After weeks of headlines about the coronavirus outbreak, markets have been caught in a volatile pattern of surges and retreats. Here’s what you should know:
Why are markets so volatile?
Disease outbreaks are hard to predict and come with a great deal of uncertainty that can make investors nervous—particularly after a period of record market gains.
As the epidemic spreads beyond China, investors worry that it could cause serious disruptions to trade and the interconnected global economy.
How long will the volatility last?
It’s hard to say. Though the human cost of an outbreak like Coronavirus is tragic, it’s unclear how widespread the economic fallout will actually be. We can’t predict what markets will do, but this isn’t the first time we’ve grappled with market reactions to an epidemic.
Here are some examples from previous outbreaks:
Chart source: CNBC, Yahoo Finance
Though the past can’t predict the future, we can see that historically, markets reacted to epidemics with panic selling, but recovered after the initial outbreak.
However, epidemics don’t happen in isolation; the underlying economic and market fundamentals will influence how investors react long-term.
Pullbacks and periods of volatility happen regularly, for many reasons.
Whether the cause is an epidemic, geopolitical crisis, natural disaster, or financial issue, markets often react negatively to bad news and then recover.
Sometimes, the push-and-pull can go on for weeks and months, which can be stressful, even when it’s a normal part of the market cycle.
The best thing you can do is stick to your strategies and avoid emotional decision-making.
Because emotional reactions don’t lead to smart investing decisions. The biggest mistake investors can make right now is to overreact instead of sticking to their strategies.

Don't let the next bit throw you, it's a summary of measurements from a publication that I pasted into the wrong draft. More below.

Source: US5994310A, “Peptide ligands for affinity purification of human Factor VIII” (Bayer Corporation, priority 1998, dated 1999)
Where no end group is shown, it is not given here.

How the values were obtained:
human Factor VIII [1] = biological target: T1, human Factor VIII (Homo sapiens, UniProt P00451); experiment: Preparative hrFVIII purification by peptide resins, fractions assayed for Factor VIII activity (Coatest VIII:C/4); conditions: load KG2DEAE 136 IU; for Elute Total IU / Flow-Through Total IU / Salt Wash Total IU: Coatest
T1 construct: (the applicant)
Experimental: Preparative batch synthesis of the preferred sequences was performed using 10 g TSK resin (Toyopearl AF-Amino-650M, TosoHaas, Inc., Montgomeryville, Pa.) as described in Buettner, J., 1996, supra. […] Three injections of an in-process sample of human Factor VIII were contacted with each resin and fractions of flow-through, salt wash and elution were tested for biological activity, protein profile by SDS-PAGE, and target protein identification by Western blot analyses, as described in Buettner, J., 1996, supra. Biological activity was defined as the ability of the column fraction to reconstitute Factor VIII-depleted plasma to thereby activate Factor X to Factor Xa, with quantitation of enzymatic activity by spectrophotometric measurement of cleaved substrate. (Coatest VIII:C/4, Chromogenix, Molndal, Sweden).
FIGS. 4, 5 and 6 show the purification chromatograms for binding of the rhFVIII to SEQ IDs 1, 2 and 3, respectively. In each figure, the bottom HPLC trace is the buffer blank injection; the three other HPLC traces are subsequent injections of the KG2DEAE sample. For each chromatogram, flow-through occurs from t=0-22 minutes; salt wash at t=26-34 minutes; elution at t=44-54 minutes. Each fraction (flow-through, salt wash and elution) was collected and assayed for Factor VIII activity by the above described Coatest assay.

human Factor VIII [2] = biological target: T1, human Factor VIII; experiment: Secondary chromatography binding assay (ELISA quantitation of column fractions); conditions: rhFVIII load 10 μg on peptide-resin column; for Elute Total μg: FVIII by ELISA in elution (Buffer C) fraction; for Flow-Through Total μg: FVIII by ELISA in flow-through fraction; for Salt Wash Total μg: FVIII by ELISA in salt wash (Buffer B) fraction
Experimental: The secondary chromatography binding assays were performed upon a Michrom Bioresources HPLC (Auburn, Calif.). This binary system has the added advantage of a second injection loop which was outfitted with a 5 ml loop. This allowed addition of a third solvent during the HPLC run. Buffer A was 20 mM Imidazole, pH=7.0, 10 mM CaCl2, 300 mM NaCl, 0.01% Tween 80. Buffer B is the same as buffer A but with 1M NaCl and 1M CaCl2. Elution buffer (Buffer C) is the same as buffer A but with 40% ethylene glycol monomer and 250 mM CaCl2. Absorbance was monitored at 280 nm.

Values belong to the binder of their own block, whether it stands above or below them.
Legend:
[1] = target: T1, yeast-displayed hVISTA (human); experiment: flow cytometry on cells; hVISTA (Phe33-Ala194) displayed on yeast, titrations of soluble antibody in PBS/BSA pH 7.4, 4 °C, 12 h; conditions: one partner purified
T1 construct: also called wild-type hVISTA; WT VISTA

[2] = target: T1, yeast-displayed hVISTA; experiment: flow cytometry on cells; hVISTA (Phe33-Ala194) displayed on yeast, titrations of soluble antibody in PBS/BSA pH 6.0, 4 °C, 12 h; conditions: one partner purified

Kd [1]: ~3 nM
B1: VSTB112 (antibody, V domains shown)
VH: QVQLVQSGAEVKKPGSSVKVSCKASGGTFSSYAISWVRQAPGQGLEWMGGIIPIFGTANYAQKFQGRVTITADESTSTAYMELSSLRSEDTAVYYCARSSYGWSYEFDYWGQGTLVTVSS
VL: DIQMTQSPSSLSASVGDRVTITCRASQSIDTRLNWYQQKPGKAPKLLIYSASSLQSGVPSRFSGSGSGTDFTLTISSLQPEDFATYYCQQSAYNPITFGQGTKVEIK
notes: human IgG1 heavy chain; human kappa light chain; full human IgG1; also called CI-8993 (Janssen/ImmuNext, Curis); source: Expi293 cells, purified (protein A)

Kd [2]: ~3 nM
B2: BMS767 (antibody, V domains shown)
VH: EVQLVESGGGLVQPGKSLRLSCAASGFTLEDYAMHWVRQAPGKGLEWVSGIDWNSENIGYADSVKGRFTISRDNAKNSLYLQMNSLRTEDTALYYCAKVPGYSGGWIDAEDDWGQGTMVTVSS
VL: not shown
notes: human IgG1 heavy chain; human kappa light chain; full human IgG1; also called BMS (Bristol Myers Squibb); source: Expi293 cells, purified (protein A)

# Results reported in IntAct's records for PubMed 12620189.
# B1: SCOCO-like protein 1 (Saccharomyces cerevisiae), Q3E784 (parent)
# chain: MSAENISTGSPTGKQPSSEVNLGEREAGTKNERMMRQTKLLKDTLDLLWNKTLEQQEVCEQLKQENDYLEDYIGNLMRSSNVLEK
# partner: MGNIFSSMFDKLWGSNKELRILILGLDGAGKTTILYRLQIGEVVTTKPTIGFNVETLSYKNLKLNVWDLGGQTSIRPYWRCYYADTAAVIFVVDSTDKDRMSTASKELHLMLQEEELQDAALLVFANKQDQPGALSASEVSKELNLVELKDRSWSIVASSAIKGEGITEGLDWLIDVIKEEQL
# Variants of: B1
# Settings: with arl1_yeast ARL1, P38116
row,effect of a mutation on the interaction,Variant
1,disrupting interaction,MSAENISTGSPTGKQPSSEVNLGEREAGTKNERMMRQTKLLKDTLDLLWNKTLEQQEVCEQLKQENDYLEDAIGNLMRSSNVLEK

Have questions about your personal situation? Schedule an appointment using our online scheduling tool, call our office for a quick call at 763-201-1390 and we'll talk or send an email to email@example.com
S&P 500 performance during outbreak: https://www.cnbc.com/2020/02/24/avoid-this-investing-mistake-as-coronavirus-fears-grip-the-markets.html
S&P 500 performance six months after outbreak: Yahoo Finance. 6-month performance between open of first trading day of the month after end of outbreak to adjusted close of final trading day of the sixth month.
SARS: April 1, 2003 - Sept 30, 2003
MERS: Dec 3, 2012 - May 31, 2013
Ebola: March 3, 2014 - Aug 29, 2014
Zika: March 1, 2016 - Aug 31, 2016
Risk Disclosure: Investing involves risk including the potential loss of principal. No investment strategy can guarantee a profit or protect against loss in periods of declining values. Past performance does not guarantee future results.
This material is for information purposes only and is not intended as an offer or solicitation with respect to the purchase or sale of any security. The content is developed from sources believed to be providing accurate information; no warranty, expressed or implied, is made regarding accuracy, adequacy, completeness, legality, reliability or usefulness of any information. Consult your financial professional before making any investment decision. For illustrative use only.
Opinions expressed are subject to change without notice and are not intended as investment advice or to predict future performance. The Standard & Poor's 500 (S&P 500®) is an unmanaged group of securities considered to be representative of the stock market in general. Indexes are not available for direct investment. The performance of the index excludes any taxes, fees and expenses.